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Re: filmscanners: Rescans and archiving

Whether it is worth your time or not is up to you - probably not, I would say, 
because you may well move up to a 4000spi scanner some day and then you will 
want to rescan again.  Rescan only as needed IMHO.

For optimal archival longevity the Kodak Ultima would be better, but to save 
money and time you can keep the Verbatims, just check them once a year or so to 
make sure they are OK.  You are, of course, better off making and keeping 
duplicates of all the disks, so that may be the way to go - make the duplicates 
on the Kodaks.


----- Original Message ----- 
From: "Eric" <biology@ucla.edu>
To: <filmscanners@halftone.co.uk>
Sent: Monday, December 10, 2001 10:57 AM
Subject: filmscanners: Rescans and archiving

| I have a question for the group.
|   I recently upgraded from a original  Photosmart scanner for 35mm film to a
| Nikon LS-IV scanner.  I recently scanned about 100-200 images from a trip
| and then changed scanners and monitors.  The Photosmart was  2400DPI scanner
| and teh Nikon was a 2900DPI scanner.
|   This past weekend I opened up some of the old scanned images and was
| looking at them and noticed that there is a big difference in the scans
| compared to new scans I have done with the Nikon scanner.
| Question is.. IT is worth my time to rescan all those images again....
| It will take some time to do since I will have to fish them out again.
| Secondly,  I have been burning my finished scans onto Verbatim CD-R discs.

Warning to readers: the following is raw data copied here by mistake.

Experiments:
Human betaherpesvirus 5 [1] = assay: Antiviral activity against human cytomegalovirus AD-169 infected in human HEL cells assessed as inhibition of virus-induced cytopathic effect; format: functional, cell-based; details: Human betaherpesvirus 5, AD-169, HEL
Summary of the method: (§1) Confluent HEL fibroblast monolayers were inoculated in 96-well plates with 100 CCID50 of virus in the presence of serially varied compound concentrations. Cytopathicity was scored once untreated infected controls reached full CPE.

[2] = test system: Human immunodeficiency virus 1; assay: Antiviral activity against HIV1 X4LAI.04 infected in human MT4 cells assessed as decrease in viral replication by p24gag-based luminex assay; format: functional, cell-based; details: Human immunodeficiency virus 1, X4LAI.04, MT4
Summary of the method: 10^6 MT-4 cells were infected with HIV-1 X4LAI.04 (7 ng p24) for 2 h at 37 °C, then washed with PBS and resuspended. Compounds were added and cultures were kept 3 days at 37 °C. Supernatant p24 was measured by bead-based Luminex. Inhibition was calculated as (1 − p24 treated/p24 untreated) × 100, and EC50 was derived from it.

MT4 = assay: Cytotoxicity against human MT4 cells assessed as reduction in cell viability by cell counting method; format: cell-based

| But I have read and been recommended  recently that the Kodak Ultima CD-R 80
| are better for long term storage.  Does anyone have a opinion on this?
| Thanks
| Eric
| ======================
| >
| > > Dare I say it, but the mistake here might be the belief that a 4000dpi
| > > scanner is actually capable of 4000dpi scans (or "samples per inch", if
| > > we
| > > want to reduce confusion).
| > >
| > > Anyone got any hard evidence of the *actual* resolving power of these
| > > scanners?
| >
| > Objectively measured? No. AIUI it's pretty hard (ie expensive) to achieve,
| > as conventional test target images don't work properly with digital
| > systems. In any case, I am more interested in real-life use :)
| >
| > Empirically, yes - I have scanned several ISO100 originals on both
| > 2,700ppi and 4,000 ppi scanners. There is a difference, which is somewhat
| > analogous to that between fast and fine-grain film but without the grain!
| > At the same time it's obvious but subtle. The 4000ppi scans show better
| > tonal smoothness and inner detail, though only look marginally sharper.
| >
| > Printed on the same Epson 1200, both are perfectly acceptable, especially
| > in terms of sharpness, but the 4000 scan looks somehow smoother and
| > clearer, whilst the 2700 appears almost slightly smeared or veiled. But
| > you'd only really notice this in a side-by-side comparison. After carrying
| > out this test, I concluded I wouldn't be bothering to rescan all the stuff
| > I had done at 2700, apart from a few originals which had produced massive
| > grain aliasing problems. 4000ppi is very much less sensitive to that.
| >
| > I suspect the Nikon mentioned was having a bad focus day.
| >
| > Regards
| >
| > Tony Sleep
| > http://www.halftone.co.uk - Online portfolio & exhibit; + film scanner
| > info & comparisons
| >


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